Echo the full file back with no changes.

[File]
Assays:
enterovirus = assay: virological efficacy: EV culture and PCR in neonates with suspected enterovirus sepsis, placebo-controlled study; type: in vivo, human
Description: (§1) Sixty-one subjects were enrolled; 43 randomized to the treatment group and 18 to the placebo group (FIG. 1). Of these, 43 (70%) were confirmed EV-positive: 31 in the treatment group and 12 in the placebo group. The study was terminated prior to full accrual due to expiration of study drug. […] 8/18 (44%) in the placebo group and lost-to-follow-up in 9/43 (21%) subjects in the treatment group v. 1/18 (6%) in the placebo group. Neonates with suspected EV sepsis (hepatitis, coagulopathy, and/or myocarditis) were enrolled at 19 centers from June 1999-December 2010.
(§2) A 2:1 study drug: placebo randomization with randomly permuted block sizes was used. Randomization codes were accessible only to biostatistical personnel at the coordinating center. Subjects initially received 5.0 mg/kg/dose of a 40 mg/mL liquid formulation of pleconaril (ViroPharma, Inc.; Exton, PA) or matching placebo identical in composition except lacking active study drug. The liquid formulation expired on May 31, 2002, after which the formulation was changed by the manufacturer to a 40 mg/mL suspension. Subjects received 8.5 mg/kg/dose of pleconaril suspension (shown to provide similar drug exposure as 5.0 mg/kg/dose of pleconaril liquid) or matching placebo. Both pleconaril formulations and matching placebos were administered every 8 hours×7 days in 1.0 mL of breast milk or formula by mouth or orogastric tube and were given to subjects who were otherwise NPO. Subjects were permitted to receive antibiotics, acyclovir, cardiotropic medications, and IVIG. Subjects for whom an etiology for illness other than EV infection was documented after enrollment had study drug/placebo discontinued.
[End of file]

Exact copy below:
Assays:
enterovirus = assay: virological efficacy: EV culture and PCR in neonates with suspected enterovirus sepsis, placebo-controlled study; type: in vivo, human
Description: (§1) Sixty-one subjects were enrolled; 43 randomized to the treatment group and 18 to the placebo group (FIG. 1). Of these, 43 (70%) were confirmed EV-positive: 31 in the treatment group and 12 in the placebo group. The study was terminated prior to full accrual due to expiration of study drug. […] 8/18 (44%) in the placebo group and lost-to-follow-up in 9/43 (21%) subjects in the treatment group v. 1/18 (6%) in the placebo group. Neonates with suspected EV sepsis (hepatitis, coagulopathy, and/or myocarditis) were enrolled at 19 centers from June 1999-December 2010.
(§2) A 2:1 study drug: placebo randomization with randomly permuted block sizes was used. Randomization codes were accessible only to biostatistical personnel at the coordinating center. Subjects initially received 5.0 mg/kg/dose of a 40 mg/mL liquid formulation of pleconaril (ViroPharma, Inc.; Exton, PA) or matching placebo identical in composition except lacking active study drug. The liquid formulation expired on May 31, 2002, after which the formulation was changed by the manufacturer to a 40 mg/mL suspension. Subjects received 8.5 mg/kg/dose of pleconaril suspension (shown to provide similar drug exposure as 5.0 mg/kg/dose of pleconaril liquid) or matching placebo. Both pleconaril formulations and matching placebos were administered every 8 hours×7 days in 1.0 mL of breast milk or formula by mouth or orogastric tube and were given to subjects who were otherwise NPO. Subjects were permitted to receive antibiotics, acyclovir, cardiotropic medications, and IVIG. Subjects for whom an etiology for illness other than EV infection was documented after enrollment had study drug/placebo discontinued.